In Defense of Open-Bolt Firearms for Civilian Use
Oleg Volk 05.02.16
Handheld open bolt firearms have been around since World War One. In military use, they eventually fell out of favor and were largely replaced with closed bolt designs by the 1980s. The two reasons for the switchover were drop safety (although largely solved by Uzi and similar designs) and accuracy. First-shot accuracy is always better with a closed-bolt weapon due to the absence of the heavy bolt motion immediately prior to the round going off.
Above is a Polish variant of the Soviet PPS43, one of the simplest possible submachine guns in existence. Unlike the original, this one is chambered for 9×19 Luger. It exemplifies the main advantages of open bolt guns: relatively light weight for the cartridge used, very low felt recoil and simplicity of construction permitting lower cost for the same quality. In the US, the same niche is occupied by closed bolt Hi-Point carbines. PPS43 has 33 parts total. Closed bolt Beretta CX4, also a 9mm carbine, twice as many. PPS43 has minimal recoil compared to either. A closed bolt, roller-delayed blowback MP5, which kicks as slightly, has about three times as many parts as PPS43. That means more complicated maintenance and far higher cost, though with far better accuracy in turn. Sig MPX, a true locked breech design with a pistol gets even lower recoil with fewer parts than the MP5, but with greater requirements for production quality control.
The perception of inaccuracy is only partially accurate. Most well designed submachine guns either have a low cyclic rate of fire (American M3, German MP40 and MP41) or an effective compensator (PPSh41), so only the first shot is less accurate than with closed bolt designs. Subsequent shots are at least as accurate thanks to much reduced felt recoil. The energy of the shot is expended partly to stop and reverse the motion of the bolt so, all other things being equal, less bolt weight and less recoil spring strength is required. As you can see from the photo, a thirteen year old boy can control the weapon with little effort.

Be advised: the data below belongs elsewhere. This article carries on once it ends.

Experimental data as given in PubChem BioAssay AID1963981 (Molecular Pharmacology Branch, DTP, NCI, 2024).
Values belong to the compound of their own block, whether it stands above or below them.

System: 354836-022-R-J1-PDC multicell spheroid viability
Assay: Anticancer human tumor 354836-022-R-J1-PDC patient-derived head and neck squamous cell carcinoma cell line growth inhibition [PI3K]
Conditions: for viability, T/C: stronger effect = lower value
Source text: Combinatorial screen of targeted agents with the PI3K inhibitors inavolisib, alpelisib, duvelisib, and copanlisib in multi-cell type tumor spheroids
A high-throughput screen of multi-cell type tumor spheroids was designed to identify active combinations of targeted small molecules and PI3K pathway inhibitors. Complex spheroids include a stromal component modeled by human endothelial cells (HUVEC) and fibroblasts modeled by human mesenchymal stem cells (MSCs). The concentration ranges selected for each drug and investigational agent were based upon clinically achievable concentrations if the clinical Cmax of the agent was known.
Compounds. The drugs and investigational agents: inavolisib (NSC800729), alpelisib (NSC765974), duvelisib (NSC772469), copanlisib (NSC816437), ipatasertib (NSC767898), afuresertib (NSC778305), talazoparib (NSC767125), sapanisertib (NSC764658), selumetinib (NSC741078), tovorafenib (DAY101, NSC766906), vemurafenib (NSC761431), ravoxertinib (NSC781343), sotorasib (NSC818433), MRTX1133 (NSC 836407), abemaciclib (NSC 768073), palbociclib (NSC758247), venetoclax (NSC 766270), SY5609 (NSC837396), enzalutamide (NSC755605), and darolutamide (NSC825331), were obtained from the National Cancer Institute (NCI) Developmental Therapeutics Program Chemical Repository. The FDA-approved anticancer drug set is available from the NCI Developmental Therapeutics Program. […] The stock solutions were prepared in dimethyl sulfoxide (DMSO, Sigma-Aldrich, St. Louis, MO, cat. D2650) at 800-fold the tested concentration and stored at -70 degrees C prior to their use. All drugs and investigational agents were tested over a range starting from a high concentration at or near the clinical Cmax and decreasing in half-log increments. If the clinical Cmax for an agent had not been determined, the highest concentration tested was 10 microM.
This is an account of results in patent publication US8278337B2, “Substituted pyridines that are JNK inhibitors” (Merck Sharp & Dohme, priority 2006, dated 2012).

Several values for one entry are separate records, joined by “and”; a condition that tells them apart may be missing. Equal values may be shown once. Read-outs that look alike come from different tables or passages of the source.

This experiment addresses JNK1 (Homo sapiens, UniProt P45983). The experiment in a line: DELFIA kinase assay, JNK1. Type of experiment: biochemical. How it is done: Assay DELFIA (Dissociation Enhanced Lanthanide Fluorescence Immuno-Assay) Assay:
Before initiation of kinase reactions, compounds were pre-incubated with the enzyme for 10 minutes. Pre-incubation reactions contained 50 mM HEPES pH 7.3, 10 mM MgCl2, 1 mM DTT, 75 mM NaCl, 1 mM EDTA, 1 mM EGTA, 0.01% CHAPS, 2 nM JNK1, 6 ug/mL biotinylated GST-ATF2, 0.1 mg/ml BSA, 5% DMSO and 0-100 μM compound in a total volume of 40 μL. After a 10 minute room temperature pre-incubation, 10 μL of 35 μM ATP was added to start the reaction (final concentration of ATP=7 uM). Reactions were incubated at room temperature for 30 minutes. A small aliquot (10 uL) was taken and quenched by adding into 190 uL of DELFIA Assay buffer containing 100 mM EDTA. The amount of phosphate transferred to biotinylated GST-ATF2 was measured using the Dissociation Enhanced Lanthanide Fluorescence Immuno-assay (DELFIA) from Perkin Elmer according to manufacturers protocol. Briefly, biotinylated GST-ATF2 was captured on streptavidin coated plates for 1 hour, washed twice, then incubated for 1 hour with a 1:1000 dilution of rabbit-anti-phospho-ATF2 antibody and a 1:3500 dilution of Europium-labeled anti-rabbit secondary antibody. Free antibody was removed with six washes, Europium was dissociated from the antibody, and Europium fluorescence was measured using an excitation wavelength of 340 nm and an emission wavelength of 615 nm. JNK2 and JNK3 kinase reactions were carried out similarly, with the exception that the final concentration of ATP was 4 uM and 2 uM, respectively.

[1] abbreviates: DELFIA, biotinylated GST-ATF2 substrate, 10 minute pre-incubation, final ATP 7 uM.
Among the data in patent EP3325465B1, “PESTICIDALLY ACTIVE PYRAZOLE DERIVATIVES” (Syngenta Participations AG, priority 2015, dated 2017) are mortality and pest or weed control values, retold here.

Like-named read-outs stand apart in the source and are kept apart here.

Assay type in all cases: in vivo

Hand-held automatic weapons have limited accurate range, usually no more than 50 yards unsupported. Tell me, how often do civilian self-defense events transpire at ranges beyond even twenty yards? Suddenly, a burst grouping two inches wide by four inches tall looks entirely adequate. Why not just use a shotgun? Scatterguns have much heavier recoil and all shot loads under-penetrate relative to well designed pistol bullets.
The next complaint is the high ammunition consumption. Self-defense usually happens up close and fast. Even at full cyclic rate, a standard 35-round magazine would last over three seconds — a very long time in close quarters combat. Used more realistically, with 2-5 round bursts, a single magazine would give about ten seconds of fire superiority over a typical violent criminal looking for easy prey. There’s a good reason why presidential bodyguards have automatic rifles and submachine guns. Those are precisely the tools that enable effective close-range stopping of threats.
Even in semi-automatic only form, open bolt carbines have the advantages of simplicity and low felt recoil. Unfortunately, ATF considers them precursors to submachine guns and regulated them out of existence. But, just because open bolt guns are mostly unavailable to Americans in this wonderful land of the free, doesn’t mean they aren’t useful for lawful self-defense. We shouldn’t excuse their absence on the market by deeming them without merit.